I am doing my second year of contextual education in Atlanta Friends Meeting.  I spend eight hours a week focusing on five areas of ministry: administration, liturgy (worship and preaching), mission and outreach, pastoral calling and congregational care, and teaching.  These categories do not always fit exactly in the context of an unprogrammed Friends meeting, but I have been able to find ways to engage with the meeting in each area.  For example, I am on the Ministry and Worship committee, I started a monthly meeting for worship at Candler, and I facilitated a panel on sexuality and Quaker identity.  I have also enjoyed providing pastoral care for some of the youngest Friends in the meeting.

At school, I am serving as the chaplain of Sacred Worth (Candler’s student group for LGBTQ students and allies).  As chaplain, I am on the executive board and I hold office hours and have a confidential email.  I enjoy meeting with people and helping to build this community within Candler.  In the fall semester, I was a discussion leader for Early Church History, which felt like another opportunity to provide pastoral care for seminary students.

As the only Quaker at Candler I find myself representing Friends often.  In the past year, I have taken a number of classes that have helped me discern my direction in ministry and have given me tools for the work ahead, including Nonprofit Leadership and Management, Sexuality in the Bible, and Discernment for a Sustained Life of Ministry.  I especially enjoyed my Preaching in a Secular Age class this past fall, where I was able to give a message out of open worship in the manner of Friends, working with an elder.

I also had the opportunity to travel quite a bit this year.  In February, I spent a long weekend in Philadelphia observing a Friends Journal board meeting.  While I was there, I got to spend time with several Friends and Jon W interviewed me for the QuakerSpeak project (I was featured in the QuakerSpeak video “Quakers and Women in Ministry” and a Friends Journal video on my recording process).  In April, I gave the Friday night message for Friends World Committee for Consultation’s Living Waters Consultation in High Point, NC.  It was a joy to work with Deborah S as my elder and I felt very supported and welcomed by Friends there.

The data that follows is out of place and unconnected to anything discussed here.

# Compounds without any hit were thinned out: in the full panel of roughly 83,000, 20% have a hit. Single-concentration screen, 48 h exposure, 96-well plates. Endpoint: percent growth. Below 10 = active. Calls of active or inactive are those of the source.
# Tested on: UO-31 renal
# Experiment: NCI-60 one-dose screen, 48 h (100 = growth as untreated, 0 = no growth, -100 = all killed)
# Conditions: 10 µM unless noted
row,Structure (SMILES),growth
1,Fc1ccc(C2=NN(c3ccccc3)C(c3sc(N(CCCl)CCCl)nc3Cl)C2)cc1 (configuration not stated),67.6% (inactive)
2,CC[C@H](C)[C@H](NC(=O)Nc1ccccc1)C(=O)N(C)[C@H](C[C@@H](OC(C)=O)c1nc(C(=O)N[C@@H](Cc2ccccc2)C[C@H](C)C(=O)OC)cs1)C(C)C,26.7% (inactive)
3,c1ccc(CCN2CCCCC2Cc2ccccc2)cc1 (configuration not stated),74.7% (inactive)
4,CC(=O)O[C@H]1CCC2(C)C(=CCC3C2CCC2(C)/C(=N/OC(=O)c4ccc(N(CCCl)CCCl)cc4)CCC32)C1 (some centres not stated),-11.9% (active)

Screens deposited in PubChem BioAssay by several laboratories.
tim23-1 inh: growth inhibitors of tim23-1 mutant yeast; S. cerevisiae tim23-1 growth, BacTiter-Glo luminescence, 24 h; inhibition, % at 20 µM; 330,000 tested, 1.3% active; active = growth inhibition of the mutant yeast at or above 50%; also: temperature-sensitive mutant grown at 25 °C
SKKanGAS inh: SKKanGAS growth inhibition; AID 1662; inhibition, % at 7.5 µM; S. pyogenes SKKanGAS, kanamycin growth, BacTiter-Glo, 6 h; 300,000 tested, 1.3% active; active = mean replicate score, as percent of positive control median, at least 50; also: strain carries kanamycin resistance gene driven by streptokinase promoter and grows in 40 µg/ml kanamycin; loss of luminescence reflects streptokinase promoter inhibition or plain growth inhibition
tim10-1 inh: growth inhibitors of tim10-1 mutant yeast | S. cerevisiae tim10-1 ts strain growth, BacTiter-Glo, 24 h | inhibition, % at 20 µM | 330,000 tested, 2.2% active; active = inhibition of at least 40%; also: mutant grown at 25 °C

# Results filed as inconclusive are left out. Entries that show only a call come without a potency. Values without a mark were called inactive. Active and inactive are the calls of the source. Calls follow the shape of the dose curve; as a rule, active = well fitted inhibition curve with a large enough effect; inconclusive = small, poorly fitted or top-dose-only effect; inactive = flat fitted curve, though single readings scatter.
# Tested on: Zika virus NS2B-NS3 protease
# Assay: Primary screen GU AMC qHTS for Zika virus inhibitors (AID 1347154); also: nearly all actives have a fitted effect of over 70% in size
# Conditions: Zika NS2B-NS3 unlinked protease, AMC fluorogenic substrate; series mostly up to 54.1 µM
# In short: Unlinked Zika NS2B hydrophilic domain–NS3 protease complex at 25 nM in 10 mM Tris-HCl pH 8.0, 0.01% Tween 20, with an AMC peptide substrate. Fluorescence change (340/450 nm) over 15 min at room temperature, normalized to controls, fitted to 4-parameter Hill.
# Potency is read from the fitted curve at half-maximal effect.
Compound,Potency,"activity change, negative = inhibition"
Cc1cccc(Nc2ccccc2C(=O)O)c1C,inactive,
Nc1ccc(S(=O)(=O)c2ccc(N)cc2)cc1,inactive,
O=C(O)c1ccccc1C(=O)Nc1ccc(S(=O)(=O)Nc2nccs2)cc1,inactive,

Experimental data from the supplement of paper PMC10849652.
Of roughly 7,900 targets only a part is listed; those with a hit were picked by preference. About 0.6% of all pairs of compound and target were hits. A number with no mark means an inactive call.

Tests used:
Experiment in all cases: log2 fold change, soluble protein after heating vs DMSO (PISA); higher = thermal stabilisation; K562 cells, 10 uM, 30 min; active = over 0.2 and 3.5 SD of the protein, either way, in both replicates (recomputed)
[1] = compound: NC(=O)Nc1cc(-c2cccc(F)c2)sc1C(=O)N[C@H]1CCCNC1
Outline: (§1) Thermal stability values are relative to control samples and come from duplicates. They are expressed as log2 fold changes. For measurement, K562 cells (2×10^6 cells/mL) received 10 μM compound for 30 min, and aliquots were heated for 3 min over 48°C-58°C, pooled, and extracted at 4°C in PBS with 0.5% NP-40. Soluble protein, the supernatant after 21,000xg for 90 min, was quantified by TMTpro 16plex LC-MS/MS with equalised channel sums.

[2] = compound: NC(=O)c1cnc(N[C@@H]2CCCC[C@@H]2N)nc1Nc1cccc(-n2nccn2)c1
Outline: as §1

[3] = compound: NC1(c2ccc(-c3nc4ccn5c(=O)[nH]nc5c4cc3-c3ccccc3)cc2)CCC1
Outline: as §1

I spent the summer living with my parents in Anchorage, working at a law firm.  It was great to be able to spend time with my family there, especially my nieces and nephew and grandparents.  In June, I visited Washington and Oregon for a few weeks, and was able to see many f/Friends and family.  At the end of the trip, I went to the Pacific Northwest Quaker Women’s Theology Conference, where I led a workshop on prayer.  Later in the summer, I visited Friends in Fairbanks and worshiped with Chena Ridge Friends Meeting.  I also worshiped with Anchorage Friends Meeting.  On my way back to Atlanta in August, I visited family in Oakland.  In October, I visited Friends in Nashville and attended North Carolina Yearly Meeting (Conservative) Interim Body Meeting.  Although it was wonderful to see friends and family in all of these places, I was aware that, no matter where I go, I will be far from people I love.